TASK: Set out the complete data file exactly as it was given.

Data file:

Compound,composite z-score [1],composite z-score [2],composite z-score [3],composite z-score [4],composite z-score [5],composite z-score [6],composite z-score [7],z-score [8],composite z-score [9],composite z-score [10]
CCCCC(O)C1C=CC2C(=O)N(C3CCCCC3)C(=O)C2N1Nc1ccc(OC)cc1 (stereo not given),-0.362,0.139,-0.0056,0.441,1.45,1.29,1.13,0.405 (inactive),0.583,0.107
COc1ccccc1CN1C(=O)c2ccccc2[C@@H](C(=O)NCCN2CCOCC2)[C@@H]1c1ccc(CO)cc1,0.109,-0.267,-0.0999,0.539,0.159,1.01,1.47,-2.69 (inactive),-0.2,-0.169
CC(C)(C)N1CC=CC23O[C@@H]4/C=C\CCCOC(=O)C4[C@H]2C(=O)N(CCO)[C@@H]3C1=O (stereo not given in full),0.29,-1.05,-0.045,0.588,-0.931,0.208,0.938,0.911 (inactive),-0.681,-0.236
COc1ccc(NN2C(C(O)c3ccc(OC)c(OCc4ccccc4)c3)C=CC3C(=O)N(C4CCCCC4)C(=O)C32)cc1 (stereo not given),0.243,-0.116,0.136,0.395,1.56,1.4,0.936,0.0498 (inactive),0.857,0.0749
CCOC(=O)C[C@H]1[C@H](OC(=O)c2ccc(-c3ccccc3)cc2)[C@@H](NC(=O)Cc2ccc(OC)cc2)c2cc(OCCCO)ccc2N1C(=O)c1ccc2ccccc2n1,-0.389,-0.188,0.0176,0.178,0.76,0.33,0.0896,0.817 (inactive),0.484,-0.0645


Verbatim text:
Compound,composite z-score [1],composite z-score [2],composite z-score [3],composite z-score [4],composite z-score [5],composite z-score [6],composite z-score [7],z-score [8],composite z-score [9],composite z-score [10]
CCCCC(O)C1C=CC2C(=O)N(C3CCCCC3)C(=O)C2N1Nc1ccc(OC)cc1 (stereo not given),-0.362,0.139,-0.0056,0.441,1.45,1.29,1.13,0.405 (inactive),0.583,0.107
COc1ccccc1CN1C(=O)c2ccccc2[C@@H](C(=O)NCCN2CCOCC2)[C@@H]1c1ccc(CO)cc1,0.109,-0.267,-0.0999,0.539,0.159,1.01,1.47,-2.69 (inactive),-0.2,-0.169
CC(C)(C)N1CC=CC23O[C@@H]4/C=C\CCCOC(=O)C4[C@H]2C(=O)N(CCO)[C@@H]3C1=O (stereo not given in full),0.29,-1.05,-0.045,0.588,-0.931,0.208,0.938,0.911 (inactive),-0.681,-0.236
COc1ccc(NN2C(C(O)c3ccc(OC)c(OCc4ccccc4)c3)C=CC3C(=O)N(C4CCCCC4)C(=O)C32)cc1 (stereo not given),0.243,-0.116,0.136,0.395,1.56,1.4,0.936,0.0498 (inactive),0.857,0.0749
CCOC(=O)C[C@H]1[C@H](OC(=O)c2ccc(-c3ccccc3)cc2)[C@@H](NC(=O)Cc2ccc(OC)cc2)c2cc(OCCCO)ccc2N1C(=O)c1ccc2ccccc2n1,-0.389,-0.188,0.0176,0.178,0.76,0.33,0.0896,0.817 (inactive),0.484,-0.0645